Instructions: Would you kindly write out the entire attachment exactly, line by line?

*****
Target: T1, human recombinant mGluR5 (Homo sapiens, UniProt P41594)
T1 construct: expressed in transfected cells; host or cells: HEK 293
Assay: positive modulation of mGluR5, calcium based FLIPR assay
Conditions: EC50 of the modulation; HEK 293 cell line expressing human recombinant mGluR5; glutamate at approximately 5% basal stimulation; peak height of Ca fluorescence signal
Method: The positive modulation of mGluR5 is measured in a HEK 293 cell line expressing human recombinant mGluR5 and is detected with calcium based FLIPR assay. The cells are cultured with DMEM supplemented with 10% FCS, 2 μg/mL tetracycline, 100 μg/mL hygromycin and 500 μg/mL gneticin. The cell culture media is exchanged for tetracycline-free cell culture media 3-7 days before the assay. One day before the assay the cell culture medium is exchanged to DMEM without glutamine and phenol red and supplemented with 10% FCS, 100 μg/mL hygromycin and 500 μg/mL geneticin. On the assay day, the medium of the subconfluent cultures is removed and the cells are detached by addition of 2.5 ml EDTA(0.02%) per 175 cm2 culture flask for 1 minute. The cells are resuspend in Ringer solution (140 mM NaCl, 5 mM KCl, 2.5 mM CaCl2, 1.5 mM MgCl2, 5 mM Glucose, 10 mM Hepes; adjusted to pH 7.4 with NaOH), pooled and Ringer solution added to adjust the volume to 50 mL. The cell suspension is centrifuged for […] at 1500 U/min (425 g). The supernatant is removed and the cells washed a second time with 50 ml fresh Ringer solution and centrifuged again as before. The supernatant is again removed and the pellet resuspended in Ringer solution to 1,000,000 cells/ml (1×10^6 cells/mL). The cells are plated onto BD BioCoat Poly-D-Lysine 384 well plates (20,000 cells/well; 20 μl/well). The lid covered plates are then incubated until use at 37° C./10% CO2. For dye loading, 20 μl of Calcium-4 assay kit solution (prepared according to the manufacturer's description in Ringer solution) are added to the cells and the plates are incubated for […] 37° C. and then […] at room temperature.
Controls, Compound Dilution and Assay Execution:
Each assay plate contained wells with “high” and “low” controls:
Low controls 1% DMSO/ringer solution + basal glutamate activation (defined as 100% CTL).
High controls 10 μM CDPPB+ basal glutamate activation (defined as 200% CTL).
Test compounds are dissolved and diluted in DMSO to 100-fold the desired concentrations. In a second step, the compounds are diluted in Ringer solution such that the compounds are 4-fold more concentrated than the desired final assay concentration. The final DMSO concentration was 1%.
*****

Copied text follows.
Target: T1, human recombinant mGluR5 (Homo sapiens, UniProt P41594)
T1 construct: expressed in transfected cells; host or cells: HEK 293
Assay: positive modulation of mGluR5, calcium based FLIPR assay
Conditions: EC50 of the modulation; HEK 293 cell line expressing human recombinant mGluR5; glutamate at approximately 5% basal stimulation; peak height of Ca fluorescence signal
Method: The positive modulation of mGluR5 is measured in a HEK 293 cell line expressing human recombinant mGluR5 and is detected with calcium based FLIPR assay. The cells are cultured with DMEM supplemented with 10% FCS, 2 μg/mL tetracycline, 100 μg/mL hygromycin and 500 μg/mL gneticin. The cell culture media is exchanged for tetracycline-free cell culture media 3-7 days before the assay. One day before the assay the cell culture medium is exchanged to DMEM without glutamine and phenol red and supplemented with 10% FCS, 100 μg/mL hygromycin and 500 μg/mL geneticin. On the assay day, the medium of the subconfluent cultures is removed and the cells are detached by addition of 2.5 ml EDTA(0.02%) per 175 cm2 culture flask for 1 minute. The cells are resuspend in Ringer solution (140 mM NaCl, 5 mM KCl, 2.5 mM CaCl2, 1.5 mM MgCl2, 5 mM Glucose, 10 mM Hepes; adjusted to pH 7.4 with NaOH), pooled and Ringer solution added to adjust the volume to 50 mL. The cell suspension is centrifuged for […] at 1500 U/min (425 g). The supernatant is removed and the cells washed a second time with 50 ml fresh Ringer solution and centrifuged again as before. The supernatant is again removed and the pellet resuspended in Ringer solution to 1,000,000 cells/ml (1×10^6 cells/mL). The cells are plated onto BD BioCoat Poly-D-Lysine 384 well plates (20,000 cells/well; 20 μl/well). The lid covered plates are then incubated until use at 37° C./10% CO2. For dye loading, 20 μl of Calcium-4 assay kit solution (prepared according to the manufacturer's description in Ringer solution) are added to the cells and the plates are incubated for […] 37° C. and then […] at room temperature.
Controls, Compound Dilution and Assay Execution:
Each assay plate contained wells with “high” and “low” controls:
Low controls 1% DMSO/ringer solution + basal glutamate activation (defined as 100% CTL).
High controls 10 μM CDPPB+ basal glutamate activation (defined as 200% CTL).
Test compounds are dissolved and diluted in DMSO to 100-fold the desired concentrations. In a second step, the compounds are diluted in Ringer solution such that the compounds are 4-fold more concentrated than the desired final assay concentration. The final DMSO concentration was 1%.